The Department is excited to announce the launch of version 2.0 of ED Data Express, an interactive Web site aimed at making accurate and timely K-12 education data available to the public.
The new version provides the public with more dynamic tools interact with the data such as –
A mapping feature that allows users to view the data displayed on a map of the United States;
A trend line tool, which displays a data element graphed across multiple school years;
A conditional analysis tool, which allows users to view one data element based on conditions set by another data element.
In addition, the site has improved documentation and added the ability to share information from the site using social networking tools, such as Facebook or Twitter. To view or explore the upgraded ED Data Express Web site, visit www.eddataexpress.ed.gov.
The Summer 2011 issue of the School Turnaround Newsletter is now available! The newsletter is a resource for states, districts, and schools who are undergoing school turnaround under the School Improvement Grants (SIG) program. This issue highlights NEA’s work with SIG schools under the Priority Schools Campaign, provides an example of a successful state monitoring system, and features an interview with a principal on implementing extended learning time. Past issues of the newsletter can be found here.
I’m pleased to invite you to a series of summer seminars hosted by the Department of Education called “Summer Seminars at Six: An Introduction to Education Policy.”
The seminars are designed to share information about education policy that will help teachers to be engaged and participate in policy discussions at the federal, state and district level. Led by teachers working at the Department, along with other staff, there will be opportunities for questions and discussion both in person and online.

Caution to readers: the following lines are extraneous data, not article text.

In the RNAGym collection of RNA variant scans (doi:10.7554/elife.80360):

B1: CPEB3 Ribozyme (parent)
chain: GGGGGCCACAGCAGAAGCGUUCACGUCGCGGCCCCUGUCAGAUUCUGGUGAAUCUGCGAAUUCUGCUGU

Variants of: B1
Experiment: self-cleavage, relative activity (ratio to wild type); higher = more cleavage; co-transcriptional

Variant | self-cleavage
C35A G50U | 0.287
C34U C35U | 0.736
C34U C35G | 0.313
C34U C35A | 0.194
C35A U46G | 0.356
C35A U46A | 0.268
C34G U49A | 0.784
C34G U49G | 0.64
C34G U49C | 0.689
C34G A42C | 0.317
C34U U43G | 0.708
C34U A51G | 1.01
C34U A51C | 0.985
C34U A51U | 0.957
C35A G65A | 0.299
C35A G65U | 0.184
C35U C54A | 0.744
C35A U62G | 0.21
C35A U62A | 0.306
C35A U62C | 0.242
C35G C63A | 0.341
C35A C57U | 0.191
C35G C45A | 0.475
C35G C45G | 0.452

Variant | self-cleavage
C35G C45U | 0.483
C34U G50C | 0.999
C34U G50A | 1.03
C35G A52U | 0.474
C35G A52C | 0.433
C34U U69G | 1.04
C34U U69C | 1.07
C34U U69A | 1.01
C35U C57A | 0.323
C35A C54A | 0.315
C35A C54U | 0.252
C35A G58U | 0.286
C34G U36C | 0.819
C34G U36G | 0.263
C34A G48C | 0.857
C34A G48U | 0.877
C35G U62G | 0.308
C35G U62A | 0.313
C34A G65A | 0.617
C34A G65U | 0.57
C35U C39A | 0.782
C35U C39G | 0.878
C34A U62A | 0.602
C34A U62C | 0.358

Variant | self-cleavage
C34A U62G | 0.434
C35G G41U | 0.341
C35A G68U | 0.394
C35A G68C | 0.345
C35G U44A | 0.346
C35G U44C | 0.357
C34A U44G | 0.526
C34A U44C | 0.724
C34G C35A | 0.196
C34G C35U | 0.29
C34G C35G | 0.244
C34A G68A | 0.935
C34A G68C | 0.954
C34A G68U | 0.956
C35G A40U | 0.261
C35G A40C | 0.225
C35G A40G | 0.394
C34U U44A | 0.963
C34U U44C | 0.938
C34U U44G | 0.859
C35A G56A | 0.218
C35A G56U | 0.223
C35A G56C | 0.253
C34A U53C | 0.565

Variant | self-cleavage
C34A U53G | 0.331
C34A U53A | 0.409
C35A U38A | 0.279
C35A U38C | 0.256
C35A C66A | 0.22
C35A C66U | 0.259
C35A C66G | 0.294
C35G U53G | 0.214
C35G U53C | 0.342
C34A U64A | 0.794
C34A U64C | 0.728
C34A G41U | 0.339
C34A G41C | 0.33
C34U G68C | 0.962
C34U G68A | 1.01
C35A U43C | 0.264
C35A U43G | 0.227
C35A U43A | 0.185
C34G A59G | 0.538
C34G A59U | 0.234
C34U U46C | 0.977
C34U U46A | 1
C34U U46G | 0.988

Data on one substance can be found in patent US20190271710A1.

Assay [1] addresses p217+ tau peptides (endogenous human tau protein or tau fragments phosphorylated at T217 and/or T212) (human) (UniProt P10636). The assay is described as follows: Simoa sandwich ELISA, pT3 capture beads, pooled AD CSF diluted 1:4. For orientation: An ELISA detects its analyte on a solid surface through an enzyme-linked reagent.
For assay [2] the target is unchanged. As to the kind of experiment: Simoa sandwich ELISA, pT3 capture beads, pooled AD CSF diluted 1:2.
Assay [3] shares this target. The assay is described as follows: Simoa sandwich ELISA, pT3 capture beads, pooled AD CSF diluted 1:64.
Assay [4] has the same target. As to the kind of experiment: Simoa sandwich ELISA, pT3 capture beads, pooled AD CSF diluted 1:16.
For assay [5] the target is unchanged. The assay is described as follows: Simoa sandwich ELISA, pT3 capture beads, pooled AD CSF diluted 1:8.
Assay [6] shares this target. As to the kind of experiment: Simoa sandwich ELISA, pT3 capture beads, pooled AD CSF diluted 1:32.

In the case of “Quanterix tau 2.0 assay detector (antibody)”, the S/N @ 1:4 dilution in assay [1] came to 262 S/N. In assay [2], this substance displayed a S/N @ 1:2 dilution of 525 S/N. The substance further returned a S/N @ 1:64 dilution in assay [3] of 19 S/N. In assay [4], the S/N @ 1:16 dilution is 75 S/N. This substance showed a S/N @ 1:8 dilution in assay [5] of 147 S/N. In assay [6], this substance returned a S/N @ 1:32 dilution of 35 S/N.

Dates: Every other Thursday: July14, July 28, August 11 and August 25. Time: 6:00 PM ET-7:00 PM ET Location: U.S. Department of Education’s LBJ Building (400 Maryland Avenue SW, Washington, D.C. 20202) and online through U-Stream.
An ED 101 Primer, Thursday, July 14. Questions to be answered include:
What is the mission or purpose of the U.S. Department of Education?
How is education funded in the United States?
What is the organizational structure of ED, and where can I go for help with my issue?
What is Title I and how does it work?
Who’s on First? State and Federal Roles and Responsibilities for Education, Thursday, July 28. Questions to be answered include:
What are the states’ and the federal government’s responsibilities for education?
What is the Common Core?
What are the primary ED funding streams and competitive programs?
What is Race to the Top and how does it support teachers and students?
Fixing What’s Broken in No Child Left Behind, Thursday, August, 11. Questions to be answered include:
The Elementary and Secondary Education Act and No Child Left Behind—same or different?
What problems are teachers, schools, and states having with NCLB?
In their Blueprint for Reform, what do President Obama and Secretary Duncan propose to do to fix what is not working in NCLB?
What does the Blueprint propose with regard to testing?
What is the federal School Improvement Grant program for low-performing schools and how might it affect my school or state?
Leading Their Profession: Teachers and Education Policy, Thursday, August 25. Questions to be answered include:
What are ED’s proposals for strengthening teaching and supporting teachers?
What does the Blueprint say about teacher evaluations?
What can teachers do to get involved in educational issues both at the national level and in their state or district?
Colorín Colorado, a free web-based, bilingual service that provides information, activities, and advice for educators and Spanish-speaking families of English language learners, has posted a new video interview with Dr. Melendez for their “Meet the Expert” series.